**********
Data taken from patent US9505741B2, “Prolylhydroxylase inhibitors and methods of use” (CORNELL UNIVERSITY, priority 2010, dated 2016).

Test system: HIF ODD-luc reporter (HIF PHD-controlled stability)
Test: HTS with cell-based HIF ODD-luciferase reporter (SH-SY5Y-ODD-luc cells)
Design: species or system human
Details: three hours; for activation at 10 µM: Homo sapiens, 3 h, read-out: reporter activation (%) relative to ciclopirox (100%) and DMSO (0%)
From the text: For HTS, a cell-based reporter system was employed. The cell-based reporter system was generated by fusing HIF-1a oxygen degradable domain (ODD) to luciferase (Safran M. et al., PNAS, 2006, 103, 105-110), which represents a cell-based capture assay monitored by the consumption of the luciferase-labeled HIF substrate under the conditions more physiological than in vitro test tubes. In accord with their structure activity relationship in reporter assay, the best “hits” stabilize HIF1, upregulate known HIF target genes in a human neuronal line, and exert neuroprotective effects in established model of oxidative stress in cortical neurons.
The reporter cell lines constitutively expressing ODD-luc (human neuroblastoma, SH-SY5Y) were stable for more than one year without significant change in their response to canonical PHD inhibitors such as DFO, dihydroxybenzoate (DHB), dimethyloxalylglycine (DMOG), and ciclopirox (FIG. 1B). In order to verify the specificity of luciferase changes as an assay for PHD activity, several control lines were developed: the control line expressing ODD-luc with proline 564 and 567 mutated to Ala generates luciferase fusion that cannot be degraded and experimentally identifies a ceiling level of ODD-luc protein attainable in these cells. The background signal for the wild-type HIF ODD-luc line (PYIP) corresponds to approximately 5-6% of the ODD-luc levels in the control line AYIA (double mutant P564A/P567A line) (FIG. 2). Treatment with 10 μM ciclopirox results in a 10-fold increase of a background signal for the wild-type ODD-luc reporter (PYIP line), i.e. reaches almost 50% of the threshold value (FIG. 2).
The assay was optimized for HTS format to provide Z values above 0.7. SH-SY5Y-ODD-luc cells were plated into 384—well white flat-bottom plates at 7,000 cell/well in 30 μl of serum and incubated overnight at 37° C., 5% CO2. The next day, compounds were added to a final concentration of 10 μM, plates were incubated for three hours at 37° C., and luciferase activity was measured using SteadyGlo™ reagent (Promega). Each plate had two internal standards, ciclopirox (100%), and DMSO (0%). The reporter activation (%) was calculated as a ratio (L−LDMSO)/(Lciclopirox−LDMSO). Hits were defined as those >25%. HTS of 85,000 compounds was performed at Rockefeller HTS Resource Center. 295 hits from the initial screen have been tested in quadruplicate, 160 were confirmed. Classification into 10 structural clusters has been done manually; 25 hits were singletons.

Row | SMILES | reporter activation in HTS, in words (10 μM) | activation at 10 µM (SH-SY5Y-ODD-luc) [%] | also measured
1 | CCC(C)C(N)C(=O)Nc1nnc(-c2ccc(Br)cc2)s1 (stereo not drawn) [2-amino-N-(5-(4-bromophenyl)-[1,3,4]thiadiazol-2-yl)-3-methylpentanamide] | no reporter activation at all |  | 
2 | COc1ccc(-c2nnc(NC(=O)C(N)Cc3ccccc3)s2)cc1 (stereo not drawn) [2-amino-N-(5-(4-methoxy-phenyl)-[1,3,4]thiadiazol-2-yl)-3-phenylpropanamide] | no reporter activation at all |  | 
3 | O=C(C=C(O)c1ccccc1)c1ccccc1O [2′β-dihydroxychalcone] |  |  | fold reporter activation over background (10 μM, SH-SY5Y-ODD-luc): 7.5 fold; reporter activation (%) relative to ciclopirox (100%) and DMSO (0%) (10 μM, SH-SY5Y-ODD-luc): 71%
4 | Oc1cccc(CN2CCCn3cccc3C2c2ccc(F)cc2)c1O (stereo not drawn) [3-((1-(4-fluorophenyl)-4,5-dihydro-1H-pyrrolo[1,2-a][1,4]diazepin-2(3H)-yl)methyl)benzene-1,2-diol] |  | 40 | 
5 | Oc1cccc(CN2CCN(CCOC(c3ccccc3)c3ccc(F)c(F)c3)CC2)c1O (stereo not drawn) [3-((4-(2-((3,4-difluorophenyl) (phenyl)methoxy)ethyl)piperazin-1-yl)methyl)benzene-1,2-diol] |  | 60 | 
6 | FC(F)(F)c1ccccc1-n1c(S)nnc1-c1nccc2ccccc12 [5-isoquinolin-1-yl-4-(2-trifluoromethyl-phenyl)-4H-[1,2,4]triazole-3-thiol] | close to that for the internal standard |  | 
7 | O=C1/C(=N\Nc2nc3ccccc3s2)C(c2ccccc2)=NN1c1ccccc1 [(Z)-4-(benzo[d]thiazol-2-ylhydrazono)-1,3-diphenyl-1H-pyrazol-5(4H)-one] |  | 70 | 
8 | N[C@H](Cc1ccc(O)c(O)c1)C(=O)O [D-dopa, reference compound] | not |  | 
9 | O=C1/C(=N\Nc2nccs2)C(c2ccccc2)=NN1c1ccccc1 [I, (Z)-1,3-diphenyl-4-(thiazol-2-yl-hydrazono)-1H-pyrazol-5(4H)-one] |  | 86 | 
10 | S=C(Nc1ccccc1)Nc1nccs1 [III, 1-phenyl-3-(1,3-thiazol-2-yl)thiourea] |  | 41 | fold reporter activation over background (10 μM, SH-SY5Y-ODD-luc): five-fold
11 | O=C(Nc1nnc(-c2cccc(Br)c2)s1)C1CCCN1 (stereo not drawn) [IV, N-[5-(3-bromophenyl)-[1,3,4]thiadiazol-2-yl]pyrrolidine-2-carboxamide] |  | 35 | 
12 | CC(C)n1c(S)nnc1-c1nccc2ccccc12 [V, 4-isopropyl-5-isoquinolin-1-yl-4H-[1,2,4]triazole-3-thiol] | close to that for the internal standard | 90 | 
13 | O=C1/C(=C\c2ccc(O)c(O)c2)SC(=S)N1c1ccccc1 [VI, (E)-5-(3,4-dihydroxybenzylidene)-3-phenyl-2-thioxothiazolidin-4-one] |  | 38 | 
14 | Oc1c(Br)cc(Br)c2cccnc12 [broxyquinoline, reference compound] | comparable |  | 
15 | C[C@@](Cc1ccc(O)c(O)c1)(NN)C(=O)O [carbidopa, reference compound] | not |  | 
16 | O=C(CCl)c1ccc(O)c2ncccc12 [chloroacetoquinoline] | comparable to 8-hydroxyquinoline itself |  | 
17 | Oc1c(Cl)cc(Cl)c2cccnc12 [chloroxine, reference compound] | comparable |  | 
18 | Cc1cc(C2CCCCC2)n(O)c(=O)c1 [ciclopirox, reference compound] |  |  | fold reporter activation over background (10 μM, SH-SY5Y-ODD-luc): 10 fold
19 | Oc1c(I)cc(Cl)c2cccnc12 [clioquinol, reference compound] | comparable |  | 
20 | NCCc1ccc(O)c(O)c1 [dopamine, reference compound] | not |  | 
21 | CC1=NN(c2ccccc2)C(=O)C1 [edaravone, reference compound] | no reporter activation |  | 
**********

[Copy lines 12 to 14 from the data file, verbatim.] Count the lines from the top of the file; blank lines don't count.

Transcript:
3 | O=C(C=C(O)c1ccccc1)c1ccccc1O [2′β-dihydroxychalcone] |  |  | fold reporter activation over background (10 μM, SH-SY5Y-ODD-luc): 7.5 fold; reporter activation (%) relative to ciclopirox (100%) and DMSO (0%) (10 μM, SH-SY5Y-ODD-luc): 71%
4 | Oc1cccc(CN2CCCn3cccc3C2c2ccc(F)cc2)c1O (stereo not drawn) [3-((1-(4-fluorophenyl)-4,5-dihydro-1H-pyrrolo[1,2-a][1,4]diazepin-2(3H)-yl)methyl)benzene-1,2-diol] |  | 40 | 
5 | Oc1cccc(CN2CCN(CCOC(c3ccccc3)c3ccc(F)c(F)c3)CC2)c1O (stereo not drawn) [3-((4-(2-((3,4-difluorophenyl) (phenyl)methoxy)ethyl)piperazin-1-yl)methyl)benzene-1,2-diol] |  | 60 | 